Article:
Woke up at 0345, to get up and watch the football – England vs USA. I met Paul in the hotel lobby, and we went down to the harbour, which was still pretty full of people. We sat in a bar, drank Aussie beer (at 4 oclcok in the morning), and watched Engalnd play like pumpkins.

Had a couple more hours sleep then got up for breakfast, did my weeks worth of expense claims, and am now heading off for another Sydney adventure.

G’day cobber

World cup fever

Morning all

So – the world cup is finally upon us. I am staying on Darling Harbour in Sydney. It is a lovely area with lots of restaurants, bars, parks and shops – and they have built a series of 4 or 5 massive screens to show the football in an “official FIFA Fanzone”. I reckon there were up to about 10,000 people there last night to watch the opening ceremony and the entertainment that was laid on.

I went out for a meal and a few beers with some colleagues, and then we walked to the “Fan Zone” and joined in the fun. There were people wearing all sorts of national colours, including quite a lot of both SA and Mexico. Watched the game, which was actually pretty good, but SA drew 1-1, so not quite the outcome we wanted, but not bad either.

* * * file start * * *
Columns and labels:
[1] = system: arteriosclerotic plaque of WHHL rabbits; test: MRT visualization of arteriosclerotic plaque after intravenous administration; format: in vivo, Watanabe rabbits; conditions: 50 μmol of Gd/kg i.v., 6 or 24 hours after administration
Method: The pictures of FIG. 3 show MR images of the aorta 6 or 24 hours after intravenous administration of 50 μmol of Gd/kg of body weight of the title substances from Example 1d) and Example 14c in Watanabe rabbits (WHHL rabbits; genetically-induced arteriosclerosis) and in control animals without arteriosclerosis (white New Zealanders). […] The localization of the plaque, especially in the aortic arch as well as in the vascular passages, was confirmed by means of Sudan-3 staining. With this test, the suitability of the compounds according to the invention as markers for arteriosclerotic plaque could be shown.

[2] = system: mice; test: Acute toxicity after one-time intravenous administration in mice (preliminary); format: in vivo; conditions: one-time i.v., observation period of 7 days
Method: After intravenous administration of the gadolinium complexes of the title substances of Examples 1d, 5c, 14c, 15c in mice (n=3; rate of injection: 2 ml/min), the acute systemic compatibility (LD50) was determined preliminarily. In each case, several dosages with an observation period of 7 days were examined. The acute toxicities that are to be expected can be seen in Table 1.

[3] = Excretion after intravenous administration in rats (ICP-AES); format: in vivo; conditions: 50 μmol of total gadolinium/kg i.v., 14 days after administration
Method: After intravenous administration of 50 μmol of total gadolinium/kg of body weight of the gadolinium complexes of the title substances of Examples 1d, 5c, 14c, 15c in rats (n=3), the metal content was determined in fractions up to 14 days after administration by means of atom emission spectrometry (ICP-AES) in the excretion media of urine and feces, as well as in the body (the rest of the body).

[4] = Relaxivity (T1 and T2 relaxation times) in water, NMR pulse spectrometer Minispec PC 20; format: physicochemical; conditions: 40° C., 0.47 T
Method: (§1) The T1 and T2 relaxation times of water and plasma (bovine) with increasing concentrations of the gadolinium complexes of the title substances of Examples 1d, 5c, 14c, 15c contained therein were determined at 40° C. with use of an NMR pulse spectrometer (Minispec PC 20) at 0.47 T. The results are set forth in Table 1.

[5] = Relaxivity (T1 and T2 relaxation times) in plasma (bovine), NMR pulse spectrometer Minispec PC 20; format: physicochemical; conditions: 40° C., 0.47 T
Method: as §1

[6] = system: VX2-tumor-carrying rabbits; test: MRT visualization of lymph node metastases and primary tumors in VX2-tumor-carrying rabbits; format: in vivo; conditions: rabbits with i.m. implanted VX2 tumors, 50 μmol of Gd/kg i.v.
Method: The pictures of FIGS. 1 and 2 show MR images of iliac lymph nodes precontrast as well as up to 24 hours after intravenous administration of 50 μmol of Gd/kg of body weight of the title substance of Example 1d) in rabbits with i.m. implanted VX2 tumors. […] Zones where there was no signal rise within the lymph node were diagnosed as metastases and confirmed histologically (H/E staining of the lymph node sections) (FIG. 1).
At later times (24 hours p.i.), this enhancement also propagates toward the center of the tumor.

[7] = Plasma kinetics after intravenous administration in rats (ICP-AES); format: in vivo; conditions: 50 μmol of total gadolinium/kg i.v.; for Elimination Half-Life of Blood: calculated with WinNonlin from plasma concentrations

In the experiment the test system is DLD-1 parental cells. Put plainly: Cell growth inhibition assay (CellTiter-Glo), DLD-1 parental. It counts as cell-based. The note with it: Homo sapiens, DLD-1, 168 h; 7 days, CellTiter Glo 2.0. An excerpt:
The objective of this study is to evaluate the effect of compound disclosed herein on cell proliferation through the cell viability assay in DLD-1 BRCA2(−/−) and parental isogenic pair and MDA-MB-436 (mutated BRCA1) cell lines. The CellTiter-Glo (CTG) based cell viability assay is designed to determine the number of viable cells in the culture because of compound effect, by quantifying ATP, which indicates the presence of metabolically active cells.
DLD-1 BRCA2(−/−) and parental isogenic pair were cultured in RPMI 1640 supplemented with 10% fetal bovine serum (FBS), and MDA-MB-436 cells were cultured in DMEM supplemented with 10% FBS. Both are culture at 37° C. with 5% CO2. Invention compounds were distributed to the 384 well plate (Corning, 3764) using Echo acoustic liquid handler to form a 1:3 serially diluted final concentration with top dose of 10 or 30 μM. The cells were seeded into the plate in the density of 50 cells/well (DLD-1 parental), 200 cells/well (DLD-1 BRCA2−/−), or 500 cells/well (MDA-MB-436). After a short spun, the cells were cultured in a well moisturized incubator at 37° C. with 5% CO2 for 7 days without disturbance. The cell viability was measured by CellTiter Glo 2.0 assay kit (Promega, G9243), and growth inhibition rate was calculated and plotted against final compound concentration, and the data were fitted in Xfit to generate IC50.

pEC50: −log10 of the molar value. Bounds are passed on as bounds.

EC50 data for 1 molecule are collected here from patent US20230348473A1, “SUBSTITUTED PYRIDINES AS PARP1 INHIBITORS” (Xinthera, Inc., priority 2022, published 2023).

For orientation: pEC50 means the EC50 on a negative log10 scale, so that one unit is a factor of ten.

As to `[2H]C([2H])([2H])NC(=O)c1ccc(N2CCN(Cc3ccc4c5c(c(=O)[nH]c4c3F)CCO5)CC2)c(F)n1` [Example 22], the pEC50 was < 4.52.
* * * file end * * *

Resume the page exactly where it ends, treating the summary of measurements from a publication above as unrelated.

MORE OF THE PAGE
Came back and fell asleep while talkin to Lena on Skype – she was just home from work, but it was 2:15 am for me, and coupled with not much sleep this week and a few beers, I was not great company. Missing her and the kids – Ben is being the most communicative, and Span is texting now and then plus a chat on skype the other day – I think Jex has forgotten her old dad :(.

Anyway – it is lovely outside, so am gonna go walkies in a bit

see ya later

Sleep is for wimps

Yeah, Yeah, Yeah…….. who needs sleep anyway.

Not me, apparently. I have been in Oz for 4 days now, and still havent adjusted to the time zone. I slept about 3 or 4 hours last night, and was awake from 3 ish onward. Not good, but hoping it will pass soon (maybe tonight?) and I will be able to sleep through til the morning. Here’s hoping!